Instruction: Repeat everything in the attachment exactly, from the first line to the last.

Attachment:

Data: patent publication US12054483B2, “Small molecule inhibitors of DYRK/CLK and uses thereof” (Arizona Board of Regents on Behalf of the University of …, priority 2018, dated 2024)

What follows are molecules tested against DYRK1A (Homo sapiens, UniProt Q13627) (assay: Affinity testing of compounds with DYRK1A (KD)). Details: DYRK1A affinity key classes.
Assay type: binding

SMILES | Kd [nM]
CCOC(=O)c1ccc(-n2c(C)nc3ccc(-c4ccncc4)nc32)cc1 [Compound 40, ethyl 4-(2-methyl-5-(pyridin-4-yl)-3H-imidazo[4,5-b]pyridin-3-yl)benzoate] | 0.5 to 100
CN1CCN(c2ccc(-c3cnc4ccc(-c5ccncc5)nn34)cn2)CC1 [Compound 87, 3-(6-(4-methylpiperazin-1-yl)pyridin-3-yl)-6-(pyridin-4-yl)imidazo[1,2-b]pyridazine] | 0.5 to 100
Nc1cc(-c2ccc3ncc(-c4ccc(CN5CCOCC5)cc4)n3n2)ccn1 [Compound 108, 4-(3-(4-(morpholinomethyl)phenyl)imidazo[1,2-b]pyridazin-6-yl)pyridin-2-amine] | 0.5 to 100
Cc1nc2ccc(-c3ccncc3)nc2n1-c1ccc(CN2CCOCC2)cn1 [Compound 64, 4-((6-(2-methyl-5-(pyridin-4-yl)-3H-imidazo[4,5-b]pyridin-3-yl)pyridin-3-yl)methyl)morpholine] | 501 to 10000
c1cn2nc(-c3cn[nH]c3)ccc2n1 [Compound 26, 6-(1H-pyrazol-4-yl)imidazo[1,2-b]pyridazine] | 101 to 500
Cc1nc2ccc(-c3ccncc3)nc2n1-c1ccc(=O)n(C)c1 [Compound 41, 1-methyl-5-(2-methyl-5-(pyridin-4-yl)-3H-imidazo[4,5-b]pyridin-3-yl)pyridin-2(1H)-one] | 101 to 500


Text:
Data: patent publication US12054483B2, “Small molecule inhibitors of DYRK/CLK and uses thereof” (Arizona Board of Regents on Behalf of the University of …, priority 2018, dated 2024)

What follows are molecules tested against DYRK1A (Homo sapiens, UniProt Q13627) (assay: Affinity testing of compounds with DYRK1A (KD)). Details: DYRK1A affinity key classes.
Assay type: binding

SMILES | Kd [nM]
CCOC(=O)c1ccc(-n2c(C)nc3ccc(-c4ccncc4)nc32)cc1 [Compound 40, ethyl 4-(2-methyl-5-(pyridin-4-yl)-3H-imidazo[4,5-b]pyridin-3-yl)benzoate] | 0.5 to 100
CN1CCN(c2ccc(-c3cnc4ccc(-c5ccncc5)nn34)cn2)CC1 [Compound 87, 3-(6-(4-methylpiperazin-1-yl)pyridin-3-yl)-6-(pyridin-4-yl)imidazo[1,2-b]pyridazine] | 0.5 to 100
Nc1cc(-c2ccc3ncc(-c4ccc(CN5CCOCC5)cc4)n3n2)ccn1 [Compound 108, 4-(3-(4-(morpholinomethyl)phenyl)imidazo[1,2-b]pyridazin-6-yl)pyridin-2-amine] | 0.5 to 100
Cc1nc2ccc(-c3ccncc3)nc2n1-c1ccc(CN2CCOCC2)cn1 [Compound 64, 4-((6-(2-methyl-5-(pyridin-4-yl)-3H-imidazo[4,5-b]pyridin-3-yl)pyridin-3-yl)methyl)morpholine] | 501 to 10000
c1cn2nc(-c3cn[nH]c3)ccc2n1 [Compound 26, 6-(1H-pyrazol-4-yl)imidazo[1,2-b]pyridazine] | 101 to 500
Cc1nc2ccc(-c3ccncc3)nc2n1-c1ccc(=O)n(C)c1 [Compound 41, 1-methyl-5-(2-methyl-5-(pyridin-4-yl)-3H-imidazo[4,5-b]pyridin-3-yl)pyridin-2(1H)-one] | 101 to 500